The Washington Post has an article called Lowering The Alert Levels In U.S. And Russia. The article is a synopsis of a study entitled Reframing Nuclear De-Alert, Decreasing the operational readiness of U.S. and Russian arsenals. The study was done by the EastWest Institute who partnered with government agencies of Switzerland and New Zealand to produce the project. Why the Swiss and New Zealanders? I guess they were the only ones willing to help foot the bill for the effort.
The study is presented in a sufficiently clinical and balanced manner, however one item in particular stands out, and that is the term “hair-trigger” or “hair-trigger alert.”
Both the WaPo article and the study analogize that due to a variety of safeguards, “hair-trigger nuclear systems” are really more like a gun in a holster with the safety on.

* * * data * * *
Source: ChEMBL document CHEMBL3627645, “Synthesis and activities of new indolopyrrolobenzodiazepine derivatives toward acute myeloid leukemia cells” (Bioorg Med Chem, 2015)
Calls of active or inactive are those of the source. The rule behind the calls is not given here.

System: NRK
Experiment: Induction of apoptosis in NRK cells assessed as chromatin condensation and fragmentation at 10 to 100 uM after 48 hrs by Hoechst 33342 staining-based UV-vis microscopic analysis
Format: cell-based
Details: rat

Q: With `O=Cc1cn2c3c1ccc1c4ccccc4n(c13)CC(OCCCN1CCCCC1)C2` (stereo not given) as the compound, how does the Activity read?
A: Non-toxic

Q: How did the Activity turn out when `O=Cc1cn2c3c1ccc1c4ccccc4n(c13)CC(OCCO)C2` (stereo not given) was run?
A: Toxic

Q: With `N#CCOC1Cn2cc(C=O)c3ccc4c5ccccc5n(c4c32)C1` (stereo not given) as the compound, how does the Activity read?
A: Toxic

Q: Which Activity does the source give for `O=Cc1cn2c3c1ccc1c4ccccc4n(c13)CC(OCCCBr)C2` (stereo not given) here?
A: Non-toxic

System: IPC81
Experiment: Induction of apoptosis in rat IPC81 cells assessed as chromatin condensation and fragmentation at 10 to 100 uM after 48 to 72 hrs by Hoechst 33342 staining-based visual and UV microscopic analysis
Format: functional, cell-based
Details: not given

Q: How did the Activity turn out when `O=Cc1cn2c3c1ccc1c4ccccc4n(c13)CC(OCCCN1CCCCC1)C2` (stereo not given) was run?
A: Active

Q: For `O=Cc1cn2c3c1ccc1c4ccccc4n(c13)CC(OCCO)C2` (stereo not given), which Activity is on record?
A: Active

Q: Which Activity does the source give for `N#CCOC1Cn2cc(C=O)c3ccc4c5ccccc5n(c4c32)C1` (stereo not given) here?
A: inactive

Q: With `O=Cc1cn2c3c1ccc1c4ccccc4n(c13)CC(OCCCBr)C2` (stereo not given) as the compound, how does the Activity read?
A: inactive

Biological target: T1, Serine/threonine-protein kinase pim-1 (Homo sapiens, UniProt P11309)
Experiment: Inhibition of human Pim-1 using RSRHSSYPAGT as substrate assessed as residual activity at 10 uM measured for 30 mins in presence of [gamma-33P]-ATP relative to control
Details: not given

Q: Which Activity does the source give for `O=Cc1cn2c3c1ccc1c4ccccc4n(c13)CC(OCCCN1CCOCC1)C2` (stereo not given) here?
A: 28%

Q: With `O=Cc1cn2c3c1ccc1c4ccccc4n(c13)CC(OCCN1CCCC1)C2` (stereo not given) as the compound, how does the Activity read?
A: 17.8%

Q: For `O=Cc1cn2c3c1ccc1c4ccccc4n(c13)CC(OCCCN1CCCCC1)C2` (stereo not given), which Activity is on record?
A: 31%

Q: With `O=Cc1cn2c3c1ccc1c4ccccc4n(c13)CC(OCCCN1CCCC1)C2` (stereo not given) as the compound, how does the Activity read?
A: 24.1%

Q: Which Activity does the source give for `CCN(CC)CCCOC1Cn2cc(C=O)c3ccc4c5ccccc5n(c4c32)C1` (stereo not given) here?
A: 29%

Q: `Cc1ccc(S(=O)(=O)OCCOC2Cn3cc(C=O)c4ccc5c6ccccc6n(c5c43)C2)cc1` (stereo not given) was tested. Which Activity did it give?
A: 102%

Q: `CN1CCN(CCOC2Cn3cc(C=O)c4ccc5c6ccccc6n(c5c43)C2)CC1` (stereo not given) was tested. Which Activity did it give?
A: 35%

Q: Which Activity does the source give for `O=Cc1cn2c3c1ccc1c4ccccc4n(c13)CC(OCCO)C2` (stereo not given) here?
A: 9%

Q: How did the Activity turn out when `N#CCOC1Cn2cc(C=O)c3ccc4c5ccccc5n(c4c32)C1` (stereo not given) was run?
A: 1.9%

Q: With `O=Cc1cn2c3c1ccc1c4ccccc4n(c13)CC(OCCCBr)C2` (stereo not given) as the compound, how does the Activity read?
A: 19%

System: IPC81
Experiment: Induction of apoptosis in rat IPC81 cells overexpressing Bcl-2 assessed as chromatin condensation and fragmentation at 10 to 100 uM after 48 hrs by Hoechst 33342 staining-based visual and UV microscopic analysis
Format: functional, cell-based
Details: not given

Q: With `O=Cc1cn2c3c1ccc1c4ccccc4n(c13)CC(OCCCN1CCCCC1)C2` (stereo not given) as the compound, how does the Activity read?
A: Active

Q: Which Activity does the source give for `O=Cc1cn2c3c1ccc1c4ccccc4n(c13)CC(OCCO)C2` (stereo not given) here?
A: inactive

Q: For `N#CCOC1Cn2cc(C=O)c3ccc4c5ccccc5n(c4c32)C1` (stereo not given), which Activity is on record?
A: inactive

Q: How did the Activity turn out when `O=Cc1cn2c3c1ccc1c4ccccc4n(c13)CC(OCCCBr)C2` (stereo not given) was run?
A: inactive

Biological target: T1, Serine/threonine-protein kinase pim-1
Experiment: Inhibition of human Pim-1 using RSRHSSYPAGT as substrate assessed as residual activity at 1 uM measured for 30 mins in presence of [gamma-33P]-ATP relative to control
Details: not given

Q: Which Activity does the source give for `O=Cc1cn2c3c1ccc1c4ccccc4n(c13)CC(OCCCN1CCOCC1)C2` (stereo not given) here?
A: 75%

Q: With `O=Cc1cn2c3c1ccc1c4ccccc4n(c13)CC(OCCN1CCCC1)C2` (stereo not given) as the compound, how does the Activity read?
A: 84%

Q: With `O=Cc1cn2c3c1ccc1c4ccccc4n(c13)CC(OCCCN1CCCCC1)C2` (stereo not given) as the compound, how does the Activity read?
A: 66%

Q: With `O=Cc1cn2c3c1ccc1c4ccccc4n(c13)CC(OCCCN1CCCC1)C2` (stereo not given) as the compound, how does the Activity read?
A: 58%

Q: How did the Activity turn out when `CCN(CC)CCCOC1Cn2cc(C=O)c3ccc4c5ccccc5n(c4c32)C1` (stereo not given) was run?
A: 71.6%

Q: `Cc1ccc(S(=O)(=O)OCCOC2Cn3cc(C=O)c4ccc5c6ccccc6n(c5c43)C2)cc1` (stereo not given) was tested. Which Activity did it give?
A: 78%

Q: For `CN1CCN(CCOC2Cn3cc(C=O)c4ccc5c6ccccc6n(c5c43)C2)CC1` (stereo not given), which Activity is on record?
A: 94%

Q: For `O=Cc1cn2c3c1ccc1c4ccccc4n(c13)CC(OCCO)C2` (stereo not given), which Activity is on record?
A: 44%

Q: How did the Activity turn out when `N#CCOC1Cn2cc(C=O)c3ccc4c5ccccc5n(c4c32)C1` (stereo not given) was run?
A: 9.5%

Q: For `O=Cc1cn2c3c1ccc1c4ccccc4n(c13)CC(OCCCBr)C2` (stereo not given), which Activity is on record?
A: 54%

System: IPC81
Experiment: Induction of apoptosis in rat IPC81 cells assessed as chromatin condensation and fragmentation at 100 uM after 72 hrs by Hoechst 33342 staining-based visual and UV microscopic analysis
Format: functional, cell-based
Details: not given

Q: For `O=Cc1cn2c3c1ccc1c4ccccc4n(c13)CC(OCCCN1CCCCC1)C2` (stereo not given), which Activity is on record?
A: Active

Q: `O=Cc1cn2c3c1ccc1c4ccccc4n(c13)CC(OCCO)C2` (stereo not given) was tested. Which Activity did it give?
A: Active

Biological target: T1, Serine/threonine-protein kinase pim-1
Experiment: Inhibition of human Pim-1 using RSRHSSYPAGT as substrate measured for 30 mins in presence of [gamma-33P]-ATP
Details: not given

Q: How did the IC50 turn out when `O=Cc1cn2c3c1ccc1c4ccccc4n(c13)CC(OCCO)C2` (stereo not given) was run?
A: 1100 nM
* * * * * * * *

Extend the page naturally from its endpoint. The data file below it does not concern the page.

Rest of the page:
Regarding U.S. ICBMs, a much better analogy would be that of a gun in a safe, with ammunition in another safe. Oh, and the gun owner’s father alone has the combination to the first safe and only the gun owner’s mother has the combination to the second safe. In other words, it takes many parties to release a U.S. nuclear weapon.
ICBMs are capable of responding rapidly, but they are far from being on a “hair trigger” alert status.
The security benefits (except to the arms control industry) to the U.S. of reducing operational readiness are far from evident.